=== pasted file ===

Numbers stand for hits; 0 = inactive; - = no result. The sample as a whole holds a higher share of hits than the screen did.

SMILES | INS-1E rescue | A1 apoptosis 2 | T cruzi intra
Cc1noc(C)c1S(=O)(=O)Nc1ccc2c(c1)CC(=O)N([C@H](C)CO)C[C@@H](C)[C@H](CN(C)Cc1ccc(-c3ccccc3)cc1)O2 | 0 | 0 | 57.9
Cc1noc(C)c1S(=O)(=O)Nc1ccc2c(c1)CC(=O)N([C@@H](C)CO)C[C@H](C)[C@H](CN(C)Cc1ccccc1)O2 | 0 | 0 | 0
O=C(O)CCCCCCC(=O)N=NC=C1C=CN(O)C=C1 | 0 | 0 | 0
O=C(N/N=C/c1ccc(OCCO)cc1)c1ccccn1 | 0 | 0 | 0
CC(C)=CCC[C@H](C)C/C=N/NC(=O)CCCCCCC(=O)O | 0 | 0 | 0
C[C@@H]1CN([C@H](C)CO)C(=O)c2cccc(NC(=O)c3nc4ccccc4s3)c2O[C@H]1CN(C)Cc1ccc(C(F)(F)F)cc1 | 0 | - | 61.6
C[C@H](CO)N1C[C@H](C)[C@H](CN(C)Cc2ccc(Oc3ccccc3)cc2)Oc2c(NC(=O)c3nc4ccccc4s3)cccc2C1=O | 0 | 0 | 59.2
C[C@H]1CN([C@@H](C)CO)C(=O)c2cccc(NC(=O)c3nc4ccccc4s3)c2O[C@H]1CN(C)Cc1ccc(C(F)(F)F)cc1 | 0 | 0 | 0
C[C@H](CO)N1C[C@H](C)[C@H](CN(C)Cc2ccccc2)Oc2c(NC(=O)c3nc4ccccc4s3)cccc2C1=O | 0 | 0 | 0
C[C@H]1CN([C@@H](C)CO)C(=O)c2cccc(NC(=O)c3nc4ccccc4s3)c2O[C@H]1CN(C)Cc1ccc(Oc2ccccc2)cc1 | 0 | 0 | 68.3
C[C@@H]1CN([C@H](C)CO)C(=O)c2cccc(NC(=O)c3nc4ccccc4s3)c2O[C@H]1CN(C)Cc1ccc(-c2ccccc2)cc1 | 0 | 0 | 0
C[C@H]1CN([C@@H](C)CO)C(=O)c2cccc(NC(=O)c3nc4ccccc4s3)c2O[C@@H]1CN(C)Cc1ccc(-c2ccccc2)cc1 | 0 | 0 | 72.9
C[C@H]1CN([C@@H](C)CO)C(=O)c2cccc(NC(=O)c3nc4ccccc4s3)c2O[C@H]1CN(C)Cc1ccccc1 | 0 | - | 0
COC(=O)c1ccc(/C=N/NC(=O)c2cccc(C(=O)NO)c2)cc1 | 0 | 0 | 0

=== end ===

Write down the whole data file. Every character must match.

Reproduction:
Numbers stand for hits; 0 = inactive; - = no result. The sample as a whole holds a higher share of hits than the screen did.

SMILES | INS-1E rescue | A1 apoptosis 2 | T cruzi intra
Cc1noc(C)c1S(=O)(=O)Nc1ccc2c(c1)CC(=O)N([C@H](C)CO)C[C@@H](C)[C@H](CN(C)Cc1ccc(-c3ccccc3)cc1)O2 | 0 | 0 | 57.9
Cc1noc(C)c1S(=O)(=O)Nc1ccc2c(c1)CC(=O)N([C@@H](C)CO)C[C@H](C)[C@H](CN(C)Cc1ccccc1)O2 | 0 | 0 | 0
O=C(O)CCCCCCC(=O)N=NC=C1C=CN(O)C=C1 | 0 | 0 | 0
O=C(N/N=C/c1ccc(OCCO)cc1)c1ccccn1 | 0 | 0 | 0
CC(C)=CCC[C@H](C)C/C=N/NC(=O)CCCCCCC(=O)O | 0 | 0 | 0
C[C@@H]1CN([C@H](C)CO)C(=O)c2cccc(NC(=O)c3nc4ccccc4s3)c2O[C@H]1CN(C)Cc1ccc(C(F)(F)F)cc1 | 0 | - | 61.6
C[C@H](CO)N1C[C@H](C)[C@H](CN(C)Cc2ccc(Oc3ccccc3)cc2)Oc2c(NC(=O)c3nc4ccccc4s3)cccc2C1=O | 0 | 0 | 59.2
C[C@H]1CN([C@@H](C)CO)C(=O)c2cccc(NC(=O)c3nc4ccccc4s3)c2O[C@H]1CN(C)Cc1ccc(C(F)(F)F)cc1 | 0 | 0 | 0
C[C@H](CO)N1C[C@H](C)[C@H](CN(C)Cc2ccccc2)Oc2c(NC(=O)c3nc4ccccc4s3)cccc2C1=O | 0 | 0 | 0
C[C@H]1CN([C@@H](C)CO)C(=O)c2cccc(NC(=O)c3nc4ccccc4s3)c2O[C@H]1CN(C)Cc1ccc(Oc2ccccc2)cc1 | 0 | 0 | 68.3
C[C@@H]1CN([C@H](C)CO)C(=O)c2cccc(NC(=O)c3nc4ccccc4s3)c2O[C@H]1CN(C)Cc1ccc(-c2ccccc2)cc1 | 0 | 0 | 0
C[C@H]1CN([C@@H](C)CO)C(=O)c2cccc(NC(=O)c3nc4ccccc4s3)c2O[C@@H]1CN(C)Cc1ccc(-c2ccccc2)cc1 | 0 | 0 | 72.9
C[C@H]1CN([C@@H](C)CO)C(=O)c2cccc(NC(=O)c3nc4ccccc4s3)c2O[C@H]1CN(C)Cc1ccccc1 | 0 | - | 0
COC(=O)c1ccc(/C=N/NC(=O)c2cccc(C(=O)NO)c2)cc1 | 0 | 0 | 0